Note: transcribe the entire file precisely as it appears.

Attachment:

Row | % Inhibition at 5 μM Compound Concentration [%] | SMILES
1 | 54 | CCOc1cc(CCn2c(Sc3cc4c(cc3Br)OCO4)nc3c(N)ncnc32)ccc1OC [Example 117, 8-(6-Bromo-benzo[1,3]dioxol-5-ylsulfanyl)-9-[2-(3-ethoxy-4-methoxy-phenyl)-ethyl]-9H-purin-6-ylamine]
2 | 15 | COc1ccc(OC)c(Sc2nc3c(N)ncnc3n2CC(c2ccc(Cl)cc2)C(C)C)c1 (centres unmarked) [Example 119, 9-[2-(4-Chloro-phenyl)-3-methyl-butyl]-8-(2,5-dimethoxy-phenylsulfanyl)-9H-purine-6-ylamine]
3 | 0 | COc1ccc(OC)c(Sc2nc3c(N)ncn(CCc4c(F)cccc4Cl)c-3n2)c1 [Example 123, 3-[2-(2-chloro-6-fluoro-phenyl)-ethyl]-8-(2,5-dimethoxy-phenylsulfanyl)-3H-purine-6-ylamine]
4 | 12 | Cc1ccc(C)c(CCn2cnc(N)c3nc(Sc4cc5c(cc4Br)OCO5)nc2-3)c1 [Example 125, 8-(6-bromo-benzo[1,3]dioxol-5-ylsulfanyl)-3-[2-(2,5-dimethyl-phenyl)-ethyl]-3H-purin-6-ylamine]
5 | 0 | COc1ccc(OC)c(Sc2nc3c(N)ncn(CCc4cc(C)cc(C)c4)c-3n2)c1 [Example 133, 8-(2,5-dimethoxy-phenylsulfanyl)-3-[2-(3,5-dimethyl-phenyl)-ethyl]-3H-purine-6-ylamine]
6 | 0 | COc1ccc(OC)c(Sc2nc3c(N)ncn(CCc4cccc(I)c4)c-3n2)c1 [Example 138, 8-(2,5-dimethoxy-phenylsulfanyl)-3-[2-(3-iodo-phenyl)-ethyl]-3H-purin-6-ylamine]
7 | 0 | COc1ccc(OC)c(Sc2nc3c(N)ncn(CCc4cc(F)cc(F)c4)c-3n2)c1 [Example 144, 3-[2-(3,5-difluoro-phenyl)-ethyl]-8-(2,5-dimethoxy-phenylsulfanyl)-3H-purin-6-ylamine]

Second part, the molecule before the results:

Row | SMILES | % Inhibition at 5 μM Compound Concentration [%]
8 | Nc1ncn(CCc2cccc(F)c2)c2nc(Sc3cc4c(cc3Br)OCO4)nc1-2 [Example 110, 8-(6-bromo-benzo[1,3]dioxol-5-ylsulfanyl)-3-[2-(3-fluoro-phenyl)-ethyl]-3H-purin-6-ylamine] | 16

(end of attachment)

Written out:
Row | % Inhibition at 5 μM Compound Concentration [%] | SMILES
1 | 54 | CCOc1cc(CCn2c(Sc3cc4c(cc3Br)OCO4)nc3c(N)ncnc32)ccc1OC [Example 117, 8-(6-Bromo-benzo[1,3]dioxol-5-ylsulfanyl)-9-[2-(3-ethoxy-4-methoxy-phenyl)-ethyl]-9H-purin-6-ylamine]
2 | 15 | COc1ccc(OC)c(Sc2nc3c(N)ncnc3n2CC(c2ccc(Cl)cc2)C(C)C)c1 (centres unmarked) [Example 119, 9-[2-(4-Chloro-phenyl)-3-methyl-butyl]-8-(2,5-dimethoxy-phenylsulfanyl)-9H-purine-6-ylamine]
3 | 0 | COc1ccc(OC)c(Sc2nc3c(N)ncn(CCc4c(F)cccc4Cl)c-3n2)c1 [Example 123, 3-[2-(2-chloro-6-fluoro-phenyl)-ethyl]-8-(2,5-dimethoxy-phenylsulfanyl)-3H-purine-6-ylamine]
4 | 12 | Cc1ccc(C)c(CCn2cnc(N)c3nc(Sc4cc5c(cc4Br)OCO5)nc2-3)c1 [Example 125, 8-(6-bromo-benzo[1,3]dioxol-5-ylsulfanyl)-3-[2-(2,5-dimethyl-phenyl)-ethyl]-3H-purin-6-ylamine]
5 | 0 | COc1ccc(OC)c(Sc2nc3c(N)ncn(CCc4cc(C)cc(C)c4)c-3n2)c1 [Example 133, 8-(2,5-dimethoxy-phenylsulfanyl)-3-[2-(3,5-dimethyl-phenyl)-ethyl]-3H-purine-6-ylamine]
6 | 0 | COc1ccc(OC)c(Sc2nc3c(N)ncn(CCc4cccc(I)c4)c-3n2)c1 [Example 138, 8-(2,5-dimethoxy-phenylsulfanyl)-3-[2-(3-iodo-phenyl)-ethyl]-3H-purin-6-ylamine]
7 | 0 | COc1ccc(OC)c(Sc2nc3c(N)ncn(CCc4cc(F)cc(F)c4)c-3n2)c1 [Example 144, 3-[2-(3,5-difluoro-phenyl)-ethyl]-8-(2,5-dimethoxy-phenylsulfanyl)-3H-purin-6-ylamine]

Second part, the molecule before the results:

Row | SMILES | % Inhibition at 5 μM Compound Concentration [%]
8 | Nc1ncn(CCc2cccc(F)c2)c2nc(Sc3cc4c(cc3Br)OCO4)nc1-2 [Example 110, 8-(6-bromo-benzo[1,3]dioxol-5-ylsulfanyl)-3-[2-(3-fluoro-phenyl)-ethyl]-3H-purin-6-ylamine] | 16